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The heart with the main arteries and veins.
Figure 20.1 The heart is the primary organ of the cardiovascular system, controlling circulation and blood flow for the entire body. (attribution: Copyright Rice University, OpenStax, under CC BY 4.0 license)

Blood moves through the cardiovascular system to deliver oxygen and nutrients to the various tissues, including those that make up the body’s organs. It is pumped by the heart into arteries, which carry oxygenated and nutrient-rich blood to each tissue. Arteries branch into smaller arteries called arterioles, then into capillaries. Capillaries are thinned-walled blood vessels that facilitate gas exchange, or the exchange of oxygen for carbon dioxide in the tissues. Blood is collected into small veins called venules, which drain into larger veins that eventually bring blood back to the heart for oxygenation. See Heart Failure Drugs for more information on the circulatory system.

Blood is made up of many components, such as erythrocytes (red blood cells), leukocytes (white blood cells, which are important in the immune system), and platelets. Erythrocytes contain hemoglobin, which is the substance that binds with oxygen and facilitates its transport in the blood. Platelets are the sticky substances in the blood that form a scab when a client has a cut or injury. More information on platelets will be discussed later in this chapter. Blood also contains plasma, which is the fluid surrounding the cellular components of blood and is made up of water, electrolytes, and proteins.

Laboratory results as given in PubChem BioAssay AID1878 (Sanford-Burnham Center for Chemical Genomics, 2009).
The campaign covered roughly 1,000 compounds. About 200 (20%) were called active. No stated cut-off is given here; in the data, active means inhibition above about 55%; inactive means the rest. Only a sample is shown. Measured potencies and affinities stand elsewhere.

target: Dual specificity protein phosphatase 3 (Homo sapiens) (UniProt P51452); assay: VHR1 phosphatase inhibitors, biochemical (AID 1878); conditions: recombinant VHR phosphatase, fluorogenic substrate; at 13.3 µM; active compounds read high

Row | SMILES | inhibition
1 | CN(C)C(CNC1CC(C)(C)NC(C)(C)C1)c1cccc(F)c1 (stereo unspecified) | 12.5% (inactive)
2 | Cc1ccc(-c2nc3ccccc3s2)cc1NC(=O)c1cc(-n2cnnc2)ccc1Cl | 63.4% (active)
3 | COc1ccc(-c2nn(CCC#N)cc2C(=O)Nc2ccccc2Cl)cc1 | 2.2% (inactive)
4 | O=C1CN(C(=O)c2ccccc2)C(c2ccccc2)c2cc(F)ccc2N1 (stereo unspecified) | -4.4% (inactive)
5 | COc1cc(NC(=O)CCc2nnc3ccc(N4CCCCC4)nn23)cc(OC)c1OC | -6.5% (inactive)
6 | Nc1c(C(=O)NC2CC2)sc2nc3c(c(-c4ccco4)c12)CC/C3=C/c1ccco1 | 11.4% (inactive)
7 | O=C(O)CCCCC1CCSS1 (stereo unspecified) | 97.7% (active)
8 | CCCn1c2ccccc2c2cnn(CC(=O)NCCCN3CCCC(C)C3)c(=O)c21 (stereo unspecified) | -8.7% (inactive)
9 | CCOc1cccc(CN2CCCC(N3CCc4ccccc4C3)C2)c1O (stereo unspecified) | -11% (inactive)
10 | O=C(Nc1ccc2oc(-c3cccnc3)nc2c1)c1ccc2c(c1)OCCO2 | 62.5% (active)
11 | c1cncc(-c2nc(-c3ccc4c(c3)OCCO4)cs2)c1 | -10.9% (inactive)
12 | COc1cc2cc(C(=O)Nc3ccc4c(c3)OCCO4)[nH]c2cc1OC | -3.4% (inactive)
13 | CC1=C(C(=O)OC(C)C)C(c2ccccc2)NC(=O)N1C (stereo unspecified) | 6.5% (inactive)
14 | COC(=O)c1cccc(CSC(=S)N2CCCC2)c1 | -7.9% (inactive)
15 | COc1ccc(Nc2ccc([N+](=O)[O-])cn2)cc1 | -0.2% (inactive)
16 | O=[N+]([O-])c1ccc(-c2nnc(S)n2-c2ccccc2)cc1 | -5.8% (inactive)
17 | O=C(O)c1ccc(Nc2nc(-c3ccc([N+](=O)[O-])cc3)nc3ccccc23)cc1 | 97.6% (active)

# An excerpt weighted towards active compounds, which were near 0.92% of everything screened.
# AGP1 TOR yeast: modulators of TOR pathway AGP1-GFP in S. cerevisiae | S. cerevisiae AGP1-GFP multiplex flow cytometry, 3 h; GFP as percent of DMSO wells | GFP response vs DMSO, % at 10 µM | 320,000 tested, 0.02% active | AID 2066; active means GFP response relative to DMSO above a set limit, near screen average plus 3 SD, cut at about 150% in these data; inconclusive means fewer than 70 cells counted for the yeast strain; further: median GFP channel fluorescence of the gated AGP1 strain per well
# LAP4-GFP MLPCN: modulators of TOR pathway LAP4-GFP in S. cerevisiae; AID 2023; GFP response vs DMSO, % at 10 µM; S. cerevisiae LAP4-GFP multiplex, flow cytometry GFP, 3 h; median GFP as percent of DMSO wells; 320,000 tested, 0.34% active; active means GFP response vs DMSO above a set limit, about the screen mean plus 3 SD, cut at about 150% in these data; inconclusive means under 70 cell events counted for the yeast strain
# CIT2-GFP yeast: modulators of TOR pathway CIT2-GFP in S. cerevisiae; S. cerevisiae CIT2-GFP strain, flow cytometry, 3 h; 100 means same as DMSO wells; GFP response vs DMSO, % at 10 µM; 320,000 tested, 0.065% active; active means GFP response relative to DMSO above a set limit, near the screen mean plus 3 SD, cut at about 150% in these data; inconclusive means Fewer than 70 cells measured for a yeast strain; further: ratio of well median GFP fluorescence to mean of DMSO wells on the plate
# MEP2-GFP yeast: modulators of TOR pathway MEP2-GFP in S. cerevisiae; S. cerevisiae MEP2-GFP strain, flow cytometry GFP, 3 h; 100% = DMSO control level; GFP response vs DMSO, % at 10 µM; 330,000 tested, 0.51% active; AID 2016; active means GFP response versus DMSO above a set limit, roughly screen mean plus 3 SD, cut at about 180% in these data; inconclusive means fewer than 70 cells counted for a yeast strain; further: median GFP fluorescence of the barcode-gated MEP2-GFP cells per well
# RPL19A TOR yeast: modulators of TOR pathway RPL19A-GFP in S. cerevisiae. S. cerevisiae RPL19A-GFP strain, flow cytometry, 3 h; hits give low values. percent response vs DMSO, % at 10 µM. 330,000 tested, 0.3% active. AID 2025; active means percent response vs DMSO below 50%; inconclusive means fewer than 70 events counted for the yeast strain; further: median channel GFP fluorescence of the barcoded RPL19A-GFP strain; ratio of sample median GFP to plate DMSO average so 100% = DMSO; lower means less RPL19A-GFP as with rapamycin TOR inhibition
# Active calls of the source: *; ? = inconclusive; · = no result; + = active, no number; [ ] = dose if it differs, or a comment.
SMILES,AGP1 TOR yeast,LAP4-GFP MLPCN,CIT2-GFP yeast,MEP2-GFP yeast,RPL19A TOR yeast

The amount of the various components of blood can be monitored by a laboratory blood test called a complete blood count (CBC). The CBC measures the amount of red blood cells, white blood cells, hemoglobin, hematocrit, and platelets. Hematocrit is another way to assess the amount of red blood cells by measuring the ratio of red blood cells to the overall volume of blood. Low hemoglobin and/or hematocrit can signal blood loss or anemia, among other etiologies.


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